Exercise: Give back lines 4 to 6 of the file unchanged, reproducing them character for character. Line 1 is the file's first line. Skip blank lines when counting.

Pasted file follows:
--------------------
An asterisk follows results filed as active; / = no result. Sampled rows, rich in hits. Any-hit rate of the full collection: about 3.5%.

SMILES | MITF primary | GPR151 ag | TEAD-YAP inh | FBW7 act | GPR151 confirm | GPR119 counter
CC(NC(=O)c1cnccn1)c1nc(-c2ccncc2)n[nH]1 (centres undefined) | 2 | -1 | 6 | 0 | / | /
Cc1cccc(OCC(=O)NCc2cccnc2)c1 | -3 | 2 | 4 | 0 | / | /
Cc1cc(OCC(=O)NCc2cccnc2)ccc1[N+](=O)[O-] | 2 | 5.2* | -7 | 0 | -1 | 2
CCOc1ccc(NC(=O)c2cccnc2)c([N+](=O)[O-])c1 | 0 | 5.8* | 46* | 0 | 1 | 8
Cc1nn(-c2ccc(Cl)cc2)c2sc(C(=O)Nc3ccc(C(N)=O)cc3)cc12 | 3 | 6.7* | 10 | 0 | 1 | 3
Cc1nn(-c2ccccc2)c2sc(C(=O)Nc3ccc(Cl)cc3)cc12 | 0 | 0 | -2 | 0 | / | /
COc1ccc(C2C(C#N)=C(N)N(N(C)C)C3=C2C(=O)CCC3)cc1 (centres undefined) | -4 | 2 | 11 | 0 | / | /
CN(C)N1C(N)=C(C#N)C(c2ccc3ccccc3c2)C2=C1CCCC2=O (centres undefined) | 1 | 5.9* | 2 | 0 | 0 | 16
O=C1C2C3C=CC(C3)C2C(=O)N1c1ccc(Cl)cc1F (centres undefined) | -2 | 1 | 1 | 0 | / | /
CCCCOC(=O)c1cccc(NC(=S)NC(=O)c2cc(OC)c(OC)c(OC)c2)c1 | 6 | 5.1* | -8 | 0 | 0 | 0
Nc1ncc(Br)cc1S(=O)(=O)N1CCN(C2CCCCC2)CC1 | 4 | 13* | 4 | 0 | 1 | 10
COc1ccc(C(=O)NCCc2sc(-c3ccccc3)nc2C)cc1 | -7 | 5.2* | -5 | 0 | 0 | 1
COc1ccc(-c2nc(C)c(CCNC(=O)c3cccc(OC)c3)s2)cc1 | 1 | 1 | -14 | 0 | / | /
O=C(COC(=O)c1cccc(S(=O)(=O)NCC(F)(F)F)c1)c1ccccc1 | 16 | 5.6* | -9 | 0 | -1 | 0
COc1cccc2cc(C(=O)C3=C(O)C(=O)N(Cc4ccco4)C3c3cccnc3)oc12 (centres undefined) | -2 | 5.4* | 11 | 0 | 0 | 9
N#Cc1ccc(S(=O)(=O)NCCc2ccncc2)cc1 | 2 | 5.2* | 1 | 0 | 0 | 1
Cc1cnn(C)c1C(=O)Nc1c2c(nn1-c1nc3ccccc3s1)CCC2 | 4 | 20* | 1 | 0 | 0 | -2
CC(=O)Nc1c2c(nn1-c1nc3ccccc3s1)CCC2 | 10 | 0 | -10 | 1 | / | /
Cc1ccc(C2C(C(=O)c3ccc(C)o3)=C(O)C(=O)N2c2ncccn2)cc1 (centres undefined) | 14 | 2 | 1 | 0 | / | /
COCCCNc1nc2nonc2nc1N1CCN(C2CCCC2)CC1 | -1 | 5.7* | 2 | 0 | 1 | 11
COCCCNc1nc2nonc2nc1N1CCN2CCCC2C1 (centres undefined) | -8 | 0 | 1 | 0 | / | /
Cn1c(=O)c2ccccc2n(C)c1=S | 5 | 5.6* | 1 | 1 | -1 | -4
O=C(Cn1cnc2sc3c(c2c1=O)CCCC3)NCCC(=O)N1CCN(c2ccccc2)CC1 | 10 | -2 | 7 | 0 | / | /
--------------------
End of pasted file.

Cc1cccc(OCC(=O)NCc2cccnc2)c1 | -3 | 2 | 4 | 0 | / | /
Cc1cc(OCC(=O)NCc2cccnc2)ccc1[N+](=O)[O-] | 2 | 5.2* | -7 | 0 | -1 | 2
CCOc1ccc(NC(=O)c2cccnc2)c([N+](=O)[O-])c1 | 0 | 5.8* | 46* | 0 | 1 | 8